F1, Fundamental function; F2, advanced function; F3, gait; ns, not significant

*P < 0.05

aItems selected as useful items

Useful items for assessing fall risk for the elderly were then selected from the representative items of each physical function factor. As mentioned above, in the factor analyses, only the third factor (gait factor) was interpreted to be an independent factor reflecting the sub-factors assumed in this study, while the other two factors, which were characterized by the difficulty of the physical activities, were extracted. Since physical function in fall risk assessment should be assessed comprehensively, two items showing a greater difference in high fall risk response between faller and non-faller groups were selected from representative items of each sub-factor. In the first factor (fundamental function factor), ten items were selected from the five sub-factors of muscular strength, balancing, walking ability, going up and down stairs, lower limb strength, holding and changing posture, and upper limb function. There is only one item belonging to the following sub-factors of lower limb strength, going up and down stairs, holding and changing posture, and upper limb function. Items associated with gait were excluded from the items of the first factor because gait was interpreted as the third factor. Similarly, in the second factor, ten items representing each sub-factor were selected. In the third factor, two items associated with gait were selected.

Disease and physical symptoms

Table 3 shows the results of the factor analysis for the risk factor “disease and physical symptoms”. Six factors explaining 54.8% of variance were extracted. Taking the factor loading matrix into account, these factors were interpreted as dizziness and blackout (the first factor), medication (the second factor), seeing/hearing and cognition disorder (the third factor), cerebral vascular (the fourth factor), arthritic and bone disease (the fifth factor), and circulatory disease (the sixth factor). The two items (sleep disorder and fainting) did not show high factor loading with any factor. We selected the top two items in terms of the difference in high-fall risk response rate from among the items showing high factor loading with each factor. However, in the seeing/hearing and cognition disorder factor, three items were selected in order to evaluate each sub-factor of sight disease, hearing disease and cognition disorder, respectively. Therefore, 13 items were selected as representative of disease and physical symptoms.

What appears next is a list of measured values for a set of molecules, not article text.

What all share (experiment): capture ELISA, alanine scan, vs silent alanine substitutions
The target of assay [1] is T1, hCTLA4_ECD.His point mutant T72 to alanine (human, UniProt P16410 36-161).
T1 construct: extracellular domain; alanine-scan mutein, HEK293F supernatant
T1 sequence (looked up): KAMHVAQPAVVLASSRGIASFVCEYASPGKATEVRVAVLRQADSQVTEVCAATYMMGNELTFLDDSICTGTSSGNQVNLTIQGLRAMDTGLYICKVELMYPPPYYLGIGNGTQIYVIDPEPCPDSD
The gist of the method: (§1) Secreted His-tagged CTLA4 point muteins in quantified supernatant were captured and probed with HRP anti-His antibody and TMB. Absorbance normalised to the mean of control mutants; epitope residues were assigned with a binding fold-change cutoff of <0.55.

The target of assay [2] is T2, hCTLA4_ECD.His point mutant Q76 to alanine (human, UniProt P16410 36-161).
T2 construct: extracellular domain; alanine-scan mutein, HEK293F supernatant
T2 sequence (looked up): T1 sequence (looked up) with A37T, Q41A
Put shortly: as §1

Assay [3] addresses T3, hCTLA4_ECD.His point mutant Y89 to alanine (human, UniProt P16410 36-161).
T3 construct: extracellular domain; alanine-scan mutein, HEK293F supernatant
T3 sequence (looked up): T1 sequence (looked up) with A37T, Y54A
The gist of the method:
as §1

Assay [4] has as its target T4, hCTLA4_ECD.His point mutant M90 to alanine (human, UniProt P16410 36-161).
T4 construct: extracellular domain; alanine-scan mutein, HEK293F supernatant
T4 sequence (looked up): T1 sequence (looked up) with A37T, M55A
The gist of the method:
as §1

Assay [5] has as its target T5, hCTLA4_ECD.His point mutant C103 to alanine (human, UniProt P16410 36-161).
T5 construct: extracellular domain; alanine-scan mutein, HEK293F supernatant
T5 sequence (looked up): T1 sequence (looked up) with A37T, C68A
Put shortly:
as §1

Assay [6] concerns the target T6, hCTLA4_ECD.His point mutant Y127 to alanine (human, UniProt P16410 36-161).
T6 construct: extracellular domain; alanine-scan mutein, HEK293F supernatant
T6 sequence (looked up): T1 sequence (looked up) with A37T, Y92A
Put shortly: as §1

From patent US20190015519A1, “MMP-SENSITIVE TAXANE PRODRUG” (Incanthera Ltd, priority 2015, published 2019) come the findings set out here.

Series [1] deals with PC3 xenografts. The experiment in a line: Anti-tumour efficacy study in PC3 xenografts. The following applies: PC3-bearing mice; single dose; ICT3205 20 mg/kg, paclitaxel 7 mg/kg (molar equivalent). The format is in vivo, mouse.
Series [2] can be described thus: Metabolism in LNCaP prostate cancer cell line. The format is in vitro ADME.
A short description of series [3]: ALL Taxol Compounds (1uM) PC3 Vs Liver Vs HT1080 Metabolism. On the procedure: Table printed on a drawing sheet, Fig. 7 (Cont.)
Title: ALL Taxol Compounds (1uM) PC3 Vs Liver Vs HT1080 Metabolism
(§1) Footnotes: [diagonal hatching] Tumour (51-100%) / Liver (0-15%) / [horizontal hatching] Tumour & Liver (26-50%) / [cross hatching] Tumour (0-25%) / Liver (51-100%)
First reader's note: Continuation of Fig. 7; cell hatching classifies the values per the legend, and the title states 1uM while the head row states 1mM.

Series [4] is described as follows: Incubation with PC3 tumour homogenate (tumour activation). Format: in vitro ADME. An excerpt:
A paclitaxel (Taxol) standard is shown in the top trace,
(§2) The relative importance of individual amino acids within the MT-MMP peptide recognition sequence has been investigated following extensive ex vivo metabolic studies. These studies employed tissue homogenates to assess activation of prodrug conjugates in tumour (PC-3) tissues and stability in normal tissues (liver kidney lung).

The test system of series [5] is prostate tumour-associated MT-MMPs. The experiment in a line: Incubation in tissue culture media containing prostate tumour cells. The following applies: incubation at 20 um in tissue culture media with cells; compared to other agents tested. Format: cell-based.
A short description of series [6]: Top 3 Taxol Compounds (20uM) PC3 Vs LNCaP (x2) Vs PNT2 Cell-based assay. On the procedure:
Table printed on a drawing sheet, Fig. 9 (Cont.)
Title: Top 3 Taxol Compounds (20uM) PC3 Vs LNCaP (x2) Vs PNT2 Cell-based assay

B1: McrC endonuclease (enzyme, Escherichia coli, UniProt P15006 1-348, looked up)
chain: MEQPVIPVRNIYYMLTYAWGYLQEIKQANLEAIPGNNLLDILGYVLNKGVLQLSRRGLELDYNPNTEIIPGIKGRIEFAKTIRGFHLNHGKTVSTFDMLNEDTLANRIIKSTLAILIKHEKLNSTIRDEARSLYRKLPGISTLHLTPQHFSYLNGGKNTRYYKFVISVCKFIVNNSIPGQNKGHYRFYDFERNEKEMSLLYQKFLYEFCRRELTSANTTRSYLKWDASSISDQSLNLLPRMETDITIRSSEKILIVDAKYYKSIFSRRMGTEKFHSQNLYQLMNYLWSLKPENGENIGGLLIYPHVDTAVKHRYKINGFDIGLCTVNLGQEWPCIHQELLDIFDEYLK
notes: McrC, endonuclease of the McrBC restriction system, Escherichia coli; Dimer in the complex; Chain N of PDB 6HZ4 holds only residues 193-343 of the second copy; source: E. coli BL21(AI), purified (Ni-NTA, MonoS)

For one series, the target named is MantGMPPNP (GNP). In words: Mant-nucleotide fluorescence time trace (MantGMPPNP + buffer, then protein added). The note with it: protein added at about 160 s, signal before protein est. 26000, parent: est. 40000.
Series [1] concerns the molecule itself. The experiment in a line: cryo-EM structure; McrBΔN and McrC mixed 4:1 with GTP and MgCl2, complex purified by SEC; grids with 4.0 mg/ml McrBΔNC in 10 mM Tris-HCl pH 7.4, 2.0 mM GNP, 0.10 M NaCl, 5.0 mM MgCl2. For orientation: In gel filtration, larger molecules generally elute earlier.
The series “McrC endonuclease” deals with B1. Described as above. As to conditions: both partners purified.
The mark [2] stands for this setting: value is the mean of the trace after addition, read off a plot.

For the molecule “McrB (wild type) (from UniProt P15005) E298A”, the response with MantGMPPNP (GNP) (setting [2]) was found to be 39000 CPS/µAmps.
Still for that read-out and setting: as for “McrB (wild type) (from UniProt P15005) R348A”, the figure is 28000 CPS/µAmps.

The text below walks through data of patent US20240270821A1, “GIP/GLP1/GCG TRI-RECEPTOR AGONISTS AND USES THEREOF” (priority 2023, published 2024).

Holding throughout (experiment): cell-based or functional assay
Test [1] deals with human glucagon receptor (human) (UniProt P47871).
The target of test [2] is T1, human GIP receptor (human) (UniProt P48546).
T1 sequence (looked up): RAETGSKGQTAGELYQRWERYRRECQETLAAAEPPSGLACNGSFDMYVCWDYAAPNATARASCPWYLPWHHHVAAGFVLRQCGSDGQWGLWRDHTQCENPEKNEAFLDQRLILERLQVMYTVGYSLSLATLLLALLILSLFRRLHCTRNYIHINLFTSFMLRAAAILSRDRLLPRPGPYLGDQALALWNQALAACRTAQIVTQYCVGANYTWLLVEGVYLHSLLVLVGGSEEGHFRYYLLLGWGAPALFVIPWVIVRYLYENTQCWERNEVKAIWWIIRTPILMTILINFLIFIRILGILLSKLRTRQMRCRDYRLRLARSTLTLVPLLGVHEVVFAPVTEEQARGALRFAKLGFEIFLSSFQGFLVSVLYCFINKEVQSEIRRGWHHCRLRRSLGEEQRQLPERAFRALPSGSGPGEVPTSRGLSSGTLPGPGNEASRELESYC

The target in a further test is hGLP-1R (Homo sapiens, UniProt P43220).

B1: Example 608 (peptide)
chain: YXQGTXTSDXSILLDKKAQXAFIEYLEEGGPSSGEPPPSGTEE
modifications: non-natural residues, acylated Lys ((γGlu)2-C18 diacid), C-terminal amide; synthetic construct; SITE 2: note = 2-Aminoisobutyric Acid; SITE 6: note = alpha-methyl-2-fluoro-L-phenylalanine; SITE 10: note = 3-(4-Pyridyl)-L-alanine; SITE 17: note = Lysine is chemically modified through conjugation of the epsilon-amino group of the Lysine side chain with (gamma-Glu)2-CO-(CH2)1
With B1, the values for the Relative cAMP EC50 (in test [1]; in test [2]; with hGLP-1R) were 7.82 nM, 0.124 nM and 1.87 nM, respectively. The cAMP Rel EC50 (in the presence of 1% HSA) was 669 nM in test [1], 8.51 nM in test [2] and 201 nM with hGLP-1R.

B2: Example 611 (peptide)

Table 3

The result of factor analysis on disease and physical symptoms

Items

Factor analysis

High-fall risk rate

Factor loading

Communality

Non-faller (%)

Faller (%)

Difference (%)

F1

F2

F3

F4

F5

F6

Lightheadedness upon standing upa

0.773

0.018

0.130

−0.019

−0.031

0.055

0.323

19.8

33.1